Canadians Excel at Poultry Science Annual Meeting
By Dr. Peter Hunton Poultry ConsultantFeatures Business & Policy Consumer Issues
At Poultry Science Association Meeting
Canadian poultry research was well represented at the 2006 Poultry
Science Association (PSA) Annual Meeting, hosted by the University of
Alberta in Edmonton July 16-19.
Canadian poultry research was well represented at the 2006 Poultry Science Association (PSA) Annual Meeting, hosted by the University of Alberta in Edmonton July 16-19.
Held in new facilities on the University of Alberta campus, the meetings and associated social functions were efficiently organized by a committee headed by Dr. Valerie Carney of Alberta Agriculture. Total attendance was 665, with 430 from the U.S., 129 from Canada, 13 from Mexico and 93 from other countries.
Over 100 of the 425 oral and poster presentations were from Canadian institutions.
While the primary object of the meetings is to share scientific information, there are many social functions. On the evening of July 17th, following a full day of oral and poster presentations, delegates and guests were driven by bus to the Ukrainian Village in the Elk Island National Park for the traditional barbecue. Ukrainian guides dressed in traditional costume showed groups of visitors around this most interesting site.
Canadian Recipients of PSA Awards
A large number of awards are presented annually or semi-annually at the PSA Awards Banquet, held immediately following the scientific meeting.
Karen Schwean-Lardner from the University of Saskatchewan received the Tyson Food Support Personnel Award. This award acknowledges the long-term (5+ years) contributions by support personnel and to recognize their work as being critical to the ability of faculty.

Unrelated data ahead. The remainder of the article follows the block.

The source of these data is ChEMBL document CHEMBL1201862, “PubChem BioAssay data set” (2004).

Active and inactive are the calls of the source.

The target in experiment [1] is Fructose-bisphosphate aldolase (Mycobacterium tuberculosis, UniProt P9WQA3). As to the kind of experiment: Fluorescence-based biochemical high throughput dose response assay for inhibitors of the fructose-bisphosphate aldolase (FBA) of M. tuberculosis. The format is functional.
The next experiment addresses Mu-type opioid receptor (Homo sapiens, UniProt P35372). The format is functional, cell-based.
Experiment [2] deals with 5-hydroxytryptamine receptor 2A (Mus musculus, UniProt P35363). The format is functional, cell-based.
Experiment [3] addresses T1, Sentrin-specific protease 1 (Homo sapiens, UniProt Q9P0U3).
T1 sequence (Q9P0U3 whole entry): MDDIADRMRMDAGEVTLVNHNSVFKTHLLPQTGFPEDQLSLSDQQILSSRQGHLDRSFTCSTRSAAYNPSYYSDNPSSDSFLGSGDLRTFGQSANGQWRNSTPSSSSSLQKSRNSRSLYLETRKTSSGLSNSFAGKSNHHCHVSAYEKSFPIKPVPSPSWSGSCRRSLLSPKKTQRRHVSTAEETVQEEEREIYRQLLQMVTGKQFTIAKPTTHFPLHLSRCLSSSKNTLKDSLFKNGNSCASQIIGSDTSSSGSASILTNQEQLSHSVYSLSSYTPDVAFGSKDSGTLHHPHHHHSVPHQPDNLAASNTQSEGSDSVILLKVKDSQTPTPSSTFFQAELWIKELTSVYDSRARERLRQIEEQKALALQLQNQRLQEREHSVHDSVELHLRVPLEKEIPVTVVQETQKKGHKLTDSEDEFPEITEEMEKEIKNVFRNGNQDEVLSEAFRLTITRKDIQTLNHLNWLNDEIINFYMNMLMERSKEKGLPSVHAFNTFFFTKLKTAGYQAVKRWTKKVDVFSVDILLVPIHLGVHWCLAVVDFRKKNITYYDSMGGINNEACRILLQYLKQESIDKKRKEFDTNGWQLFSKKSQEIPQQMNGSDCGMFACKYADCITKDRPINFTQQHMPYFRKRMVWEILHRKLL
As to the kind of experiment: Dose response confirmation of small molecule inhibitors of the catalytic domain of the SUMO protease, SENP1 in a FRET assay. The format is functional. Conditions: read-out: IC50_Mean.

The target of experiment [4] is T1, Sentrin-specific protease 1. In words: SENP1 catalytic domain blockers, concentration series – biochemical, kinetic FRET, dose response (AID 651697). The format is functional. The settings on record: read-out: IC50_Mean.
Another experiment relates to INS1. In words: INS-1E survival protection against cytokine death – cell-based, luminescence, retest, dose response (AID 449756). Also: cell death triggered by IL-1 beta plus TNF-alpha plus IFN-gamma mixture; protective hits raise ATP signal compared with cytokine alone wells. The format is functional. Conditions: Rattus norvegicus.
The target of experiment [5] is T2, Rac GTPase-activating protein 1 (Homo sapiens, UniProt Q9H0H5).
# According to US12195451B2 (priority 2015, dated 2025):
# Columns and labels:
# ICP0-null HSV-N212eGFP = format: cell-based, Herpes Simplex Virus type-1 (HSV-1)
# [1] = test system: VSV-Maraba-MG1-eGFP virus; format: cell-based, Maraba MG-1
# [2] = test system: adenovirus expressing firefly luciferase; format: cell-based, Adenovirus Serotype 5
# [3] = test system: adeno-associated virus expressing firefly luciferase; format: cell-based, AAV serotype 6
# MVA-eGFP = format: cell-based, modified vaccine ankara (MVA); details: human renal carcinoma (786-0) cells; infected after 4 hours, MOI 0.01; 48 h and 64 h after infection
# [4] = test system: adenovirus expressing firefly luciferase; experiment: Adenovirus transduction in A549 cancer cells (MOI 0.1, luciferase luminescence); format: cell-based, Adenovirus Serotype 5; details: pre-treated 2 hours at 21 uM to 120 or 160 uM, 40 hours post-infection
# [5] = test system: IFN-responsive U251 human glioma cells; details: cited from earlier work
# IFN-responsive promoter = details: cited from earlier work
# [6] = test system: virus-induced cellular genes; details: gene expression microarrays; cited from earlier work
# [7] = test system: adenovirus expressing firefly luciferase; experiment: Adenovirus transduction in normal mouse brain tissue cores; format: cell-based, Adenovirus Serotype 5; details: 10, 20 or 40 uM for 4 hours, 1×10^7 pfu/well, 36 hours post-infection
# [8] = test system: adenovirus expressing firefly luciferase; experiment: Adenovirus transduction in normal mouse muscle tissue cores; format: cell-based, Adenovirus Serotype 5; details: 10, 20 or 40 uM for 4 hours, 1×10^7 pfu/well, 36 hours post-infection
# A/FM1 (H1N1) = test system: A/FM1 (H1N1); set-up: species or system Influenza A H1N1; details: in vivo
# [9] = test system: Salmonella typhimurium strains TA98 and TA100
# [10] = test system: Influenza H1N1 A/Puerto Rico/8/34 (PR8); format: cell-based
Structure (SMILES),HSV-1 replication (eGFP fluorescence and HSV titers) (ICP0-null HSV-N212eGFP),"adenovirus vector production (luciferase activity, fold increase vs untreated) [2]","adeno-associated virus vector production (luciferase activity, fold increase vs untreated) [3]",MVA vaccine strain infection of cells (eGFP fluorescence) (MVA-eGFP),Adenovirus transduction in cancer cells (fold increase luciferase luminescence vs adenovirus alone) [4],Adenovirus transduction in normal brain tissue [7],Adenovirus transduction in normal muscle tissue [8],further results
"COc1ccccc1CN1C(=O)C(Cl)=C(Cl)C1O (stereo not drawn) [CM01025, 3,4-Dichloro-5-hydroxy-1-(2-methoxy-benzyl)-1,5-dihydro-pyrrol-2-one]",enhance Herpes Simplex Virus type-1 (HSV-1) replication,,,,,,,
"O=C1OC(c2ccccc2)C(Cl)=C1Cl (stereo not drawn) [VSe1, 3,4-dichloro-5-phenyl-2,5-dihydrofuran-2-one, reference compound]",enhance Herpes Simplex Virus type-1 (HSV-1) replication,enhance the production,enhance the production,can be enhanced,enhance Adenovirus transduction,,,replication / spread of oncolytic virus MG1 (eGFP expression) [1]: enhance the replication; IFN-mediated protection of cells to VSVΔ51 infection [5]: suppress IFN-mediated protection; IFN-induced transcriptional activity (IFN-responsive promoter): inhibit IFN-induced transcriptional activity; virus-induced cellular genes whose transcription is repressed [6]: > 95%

Karen works with Prof. Hank Classen in the department of Animal and Poultry Science. She has been with the department for 15 years, and in that time, her job has evolved from research support and data collection to include an important teaching role in both agriculture and at the Western College of Veterinary Medicine. Karen has also received a M.Sc. degree and is currently conducting research on layer welfare, while studying for her Ph.D.
In addition to this multitude of responsibilities, Karen is also Secretary of the Canada Branch WPSA. International Secretary, Piet Simons, says she is one of the best branch secretaries in the organization.
Canadian students won four awards in the student competition for Papers of Excellence.
Patricia Kirby received the award for her poster entitled “Effect of blindness on reproductive performance in a White Leghorn line.” Holly Pizzey received her award for her poster “Effects of dietary lutein on semen parameters in roosters.” Both Holly and Patricia just graduated from the Animal Biology degree program from the University of Guelph and completed their projects under the supervision of Dr. Gregoy Bedecarrats.
Clinton Ronalds received his award for a paper, jointly written with H.P.V Ruprasinghe and B. Rathgeber of NSAC and AAFC, entitled, “Apple by-products as poultry feed ingredients.”
Dulmelis Gonzalez, a Canadian student working at the University of Oregon, received an award for her poster “Long-term feeding of conjugated linoleic acid and fish oil to laying hens.” The paper was jointly authored with K.S. Ryu, M.P. Goeger and G. Cherian.
Another part of the PSA meeting is the World Poultry Science Association Lecture. This is hosted jointly by the US and Canada Branches of WPSA and is an invited lecture by an eminent scientist on a topic of his choosing. This year’s lecturer was Dr. Hank Classen from the University of Saskatchewan. Classen is well known as a teacher and researcher and is currently Chair of the animal and poultry science department.